When I am sad and weary and all my hope is gone, I walk around my house and think of you with nothing on

There’s a beautiful ambiguity as to which of us is wearing the Emperor’s New Clothes in that statement. About whether I’m vulnerable or I have mentally disrobed you. It’s a wonderfully deceptive phrase and could mean one of two completely different things.

Ambiguity kills education. That doesn’t mean everything is clear, but it means it you deliberately aren’t clear then you retain power, but the world loses any sense of meaning except through the interpretation of the individual.

John Lennon

All I want is the truth now
Just gimme some truth

Organisational veneer – Scratch the surface

The thin veneer that both organisations and people maintain vexes me. It gets my goat. It is a bugbear. An annoyance. A useless distraction from and distortion of truth. What happens when we scratch it?

I’m sure we all manage our reputations to a degree, we are human and it’s a part of that. You might not call it that and the prime motivation for your action probably isn’t that, but most people care. But I’m talking about people and organisations more concerned with managing perception than reality. Where their version of the truth makes little accommodation for how things are.

I’ve seen an organisation recently clearly attempting to manipulate ratings on a well known website that is designed to rate how good an employer an organisation is. Astring of negative reviews from leavers about how poor the culture was followed by a veritable tidal wave of internal reviews (all with very similar ratings and wordings) which popped up on the site in a short time frame. It’s sad they have time enough to do that and not enough awareness or commitment to get things right in the first place.

Similarly, I’ve been in more than one conversation recently where people are clearly wanting to come across as reasonable and then mortally wronged, because high ground is handy. The arc of the conversation is predictable and the goal is point scoring. Not to be up front or honest or progress the conversation. Throughout my career I’ve found a strong correlation between people saying ‘Let’s get our cards on the table’ with being able to see a whole deck of cards hidden clumsily up someone’s sleeve. They use a phrase that I associate with some really honest people – they are just using it dishonestly.

It saddens me. Not allowing the truth out for long enough to be vulnerable costs us all. Whether you are an organisation or an individual the truth should matter, not effectively creating a mirage.

So next time that you see an organisation appear on stage talking about how well they treat their people then try speaking to some of their people to get to the truth.

The next time someone feigns hurt at a perceived slight to gain something else – then just treat it as something else you know about them.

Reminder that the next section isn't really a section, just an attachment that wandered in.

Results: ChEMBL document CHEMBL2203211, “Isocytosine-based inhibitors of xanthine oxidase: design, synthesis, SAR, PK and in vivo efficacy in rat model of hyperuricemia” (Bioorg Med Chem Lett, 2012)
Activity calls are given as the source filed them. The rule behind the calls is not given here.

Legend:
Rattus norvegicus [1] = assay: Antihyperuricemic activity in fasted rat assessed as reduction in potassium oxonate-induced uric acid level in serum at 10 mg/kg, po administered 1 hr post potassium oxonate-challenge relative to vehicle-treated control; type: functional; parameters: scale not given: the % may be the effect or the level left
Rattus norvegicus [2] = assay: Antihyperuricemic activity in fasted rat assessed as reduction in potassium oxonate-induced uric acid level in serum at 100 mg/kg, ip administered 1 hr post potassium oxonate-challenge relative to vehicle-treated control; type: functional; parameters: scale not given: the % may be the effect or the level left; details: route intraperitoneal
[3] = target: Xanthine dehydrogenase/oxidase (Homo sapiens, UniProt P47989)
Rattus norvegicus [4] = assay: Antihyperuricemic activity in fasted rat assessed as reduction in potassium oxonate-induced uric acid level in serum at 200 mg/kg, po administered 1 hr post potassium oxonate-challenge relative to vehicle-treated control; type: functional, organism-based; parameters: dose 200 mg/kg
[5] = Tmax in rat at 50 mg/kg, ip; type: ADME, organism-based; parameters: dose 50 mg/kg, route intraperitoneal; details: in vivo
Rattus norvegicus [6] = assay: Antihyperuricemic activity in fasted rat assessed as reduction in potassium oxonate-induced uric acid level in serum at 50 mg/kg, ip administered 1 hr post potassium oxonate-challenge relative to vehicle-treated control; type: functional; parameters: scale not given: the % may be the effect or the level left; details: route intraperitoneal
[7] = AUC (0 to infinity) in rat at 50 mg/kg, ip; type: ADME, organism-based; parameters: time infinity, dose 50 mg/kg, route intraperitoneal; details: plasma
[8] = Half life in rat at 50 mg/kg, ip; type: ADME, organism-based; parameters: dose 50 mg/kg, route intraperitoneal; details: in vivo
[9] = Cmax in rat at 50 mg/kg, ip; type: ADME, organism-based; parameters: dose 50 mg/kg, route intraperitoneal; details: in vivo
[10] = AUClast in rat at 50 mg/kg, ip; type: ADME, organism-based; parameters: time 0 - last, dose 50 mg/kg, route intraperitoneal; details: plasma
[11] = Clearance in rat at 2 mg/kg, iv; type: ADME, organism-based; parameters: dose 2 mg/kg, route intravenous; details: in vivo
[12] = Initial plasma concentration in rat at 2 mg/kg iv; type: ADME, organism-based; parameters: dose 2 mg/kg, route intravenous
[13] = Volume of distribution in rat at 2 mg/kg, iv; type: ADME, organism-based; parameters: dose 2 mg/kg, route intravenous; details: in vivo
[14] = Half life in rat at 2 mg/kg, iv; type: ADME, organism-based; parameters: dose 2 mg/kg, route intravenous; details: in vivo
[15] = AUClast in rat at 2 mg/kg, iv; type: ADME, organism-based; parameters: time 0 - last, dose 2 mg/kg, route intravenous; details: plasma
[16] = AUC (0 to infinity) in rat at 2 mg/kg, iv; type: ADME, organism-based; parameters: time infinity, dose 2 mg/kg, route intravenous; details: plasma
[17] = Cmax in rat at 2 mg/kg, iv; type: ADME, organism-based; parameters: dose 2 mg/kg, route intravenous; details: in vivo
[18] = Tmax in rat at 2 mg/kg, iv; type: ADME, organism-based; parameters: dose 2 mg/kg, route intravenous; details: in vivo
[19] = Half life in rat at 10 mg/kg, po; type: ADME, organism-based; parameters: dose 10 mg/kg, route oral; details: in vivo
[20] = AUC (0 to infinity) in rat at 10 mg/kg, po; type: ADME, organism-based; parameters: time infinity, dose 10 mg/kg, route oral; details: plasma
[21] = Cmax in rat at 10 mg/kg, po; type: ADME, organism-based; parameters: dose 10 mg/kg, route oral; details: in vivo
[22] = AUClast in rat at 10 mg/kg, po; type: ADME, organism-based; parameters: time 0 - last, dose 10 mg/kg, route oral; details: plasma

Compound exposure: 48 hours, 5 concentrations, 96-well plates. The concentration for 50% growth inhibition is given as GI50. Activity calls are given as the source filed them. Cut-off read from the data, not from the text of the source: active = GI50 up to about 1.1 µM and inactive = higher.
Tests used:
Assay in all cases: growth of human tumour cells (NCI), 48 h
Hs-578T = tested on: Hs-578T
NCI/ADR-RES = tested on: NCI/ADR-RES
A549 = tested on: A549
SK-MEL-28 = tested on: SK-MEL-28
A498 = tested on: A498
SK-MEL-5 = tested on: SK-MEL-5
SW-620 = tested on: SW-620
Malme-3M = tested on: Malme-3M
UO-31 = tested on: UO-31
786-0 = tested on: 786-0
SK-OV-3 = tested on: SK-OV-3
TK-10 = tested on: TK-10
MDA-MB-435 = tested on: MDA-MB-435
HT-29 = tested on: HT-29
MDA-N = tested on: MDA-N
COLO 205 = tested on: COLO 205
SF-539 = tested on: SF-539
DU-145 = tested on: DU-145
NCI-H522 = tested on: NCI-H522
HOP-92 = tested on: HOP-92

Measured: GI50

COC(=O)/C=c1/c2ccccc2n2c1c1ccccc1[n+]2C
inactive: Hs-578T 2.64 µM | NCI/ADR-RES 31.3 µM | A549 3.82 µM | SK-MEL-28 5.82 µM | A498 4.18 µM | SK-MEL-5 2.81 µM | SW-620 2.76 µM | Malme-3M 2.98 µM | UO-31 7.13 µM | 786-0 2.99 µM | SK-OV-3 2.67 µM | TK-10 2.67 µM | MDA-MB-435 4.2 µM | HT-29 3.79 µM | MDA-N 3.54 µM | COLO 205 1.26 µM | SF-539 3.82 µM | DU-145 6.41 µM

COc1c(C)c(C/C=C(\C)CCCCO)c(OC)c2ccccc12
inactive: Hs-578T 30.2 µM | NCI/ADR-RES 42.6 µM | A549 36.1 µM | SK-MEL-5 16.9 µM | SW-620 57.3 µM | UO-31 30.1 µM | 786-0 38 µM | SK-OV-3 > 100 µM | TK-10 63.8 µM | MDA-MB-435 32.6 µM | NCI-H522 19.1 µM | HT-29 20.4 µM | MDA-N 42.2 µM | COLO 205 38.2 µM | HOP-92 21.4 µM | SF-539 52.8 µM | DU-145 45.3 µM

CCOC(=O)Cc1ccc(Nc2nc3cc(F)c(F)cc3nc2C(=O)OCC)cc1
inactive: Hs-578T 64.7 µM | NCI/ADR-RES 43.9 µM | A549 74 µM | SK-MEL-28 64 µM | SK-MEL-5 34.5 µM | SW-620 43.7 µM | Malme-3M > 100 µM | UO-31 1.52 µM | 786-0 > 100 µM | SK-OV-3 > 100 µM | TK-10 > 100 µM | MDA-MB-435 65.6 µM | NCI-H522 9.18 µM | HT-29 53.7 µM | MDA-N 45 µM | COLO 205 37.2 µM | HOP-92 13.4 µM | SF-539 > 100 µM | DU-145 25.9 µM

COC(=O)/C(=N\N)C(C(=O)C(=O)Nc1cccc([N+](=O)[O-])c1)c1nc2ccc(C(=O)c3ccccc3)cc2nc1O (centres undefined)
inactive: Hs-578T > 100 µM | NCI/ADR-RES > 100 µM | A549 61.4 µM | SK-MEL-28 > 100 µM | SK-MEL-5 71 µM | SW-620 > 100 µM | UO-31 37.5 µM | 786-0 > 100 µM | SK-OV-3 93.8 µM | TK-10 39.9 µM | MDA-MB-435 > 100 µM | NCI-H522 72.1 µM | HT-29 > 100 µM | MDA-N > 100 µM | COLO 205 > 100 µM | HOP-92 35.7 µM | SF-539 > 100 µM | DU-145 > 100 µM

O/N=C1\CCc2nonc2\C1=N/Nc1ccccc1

The world has too many people trying to win a debate and too few trying to get to the truth. That truth includes ugly bits. Scratch away the veneer and deal with the reality.

Do a #RIGBY – A Different Performance Review

If you are watching Silicon Valley then you will know about #RIGBY. If you aren’t then you should watch Silicon Valley.

#RIGBY stands for ‘Richard is great, but y’ know’ and is a shorthand used by the characters for skipping the bit where we are nice about people before immediately criticising them.

‘I can’t fault their hard work but… ‘
‘They are an absolute expert, no doubt, but…’
‘They’ve got incredible experience and they really know their stuff, but… ‘

A conversation with @MJCarty (fresh from a 100th much smarter than this one blog) prompted me to think how much shorter performance reviews would be without needing the flannel.

The current trends in this area are to focus on forward looking development areas and strengths based approaches, but wouldn’t it be glorious to work in an environment where the great stuff was praised so much during the year that we could really be highly analytical of poor performance without the tension of the set up? As Simon Heath so wonderfully illustrated…


The Red Arrows apparently finish each display and basically do a #RIGBY. They start talking about what went wrong openly, candidly, clinically and with a focus on improvement. They #RIGBY.

They don’t start off the conversation ‘You are great at flying jets at high speed and not passing out at high G Forces, that almost goes without saying but.. ‘

There are a couple of things bouncing around in my head

1. It’s said that a positive ratio of praise to criticism is needed to keep people motivated. Does a #RIGBY count as praise? ‘Seriously, 5 #RIGBYS for that project, but what I wanted to talk to you about…’

2. Someone once told me that if you value people then you value their time. Would a #RIGBY be the ultimate sign of that?

Please note: this blog continues to be written with a mixture of curiosity and tongue in cheek. Please do not take this as an organisational Bible. This advice may ruin a company.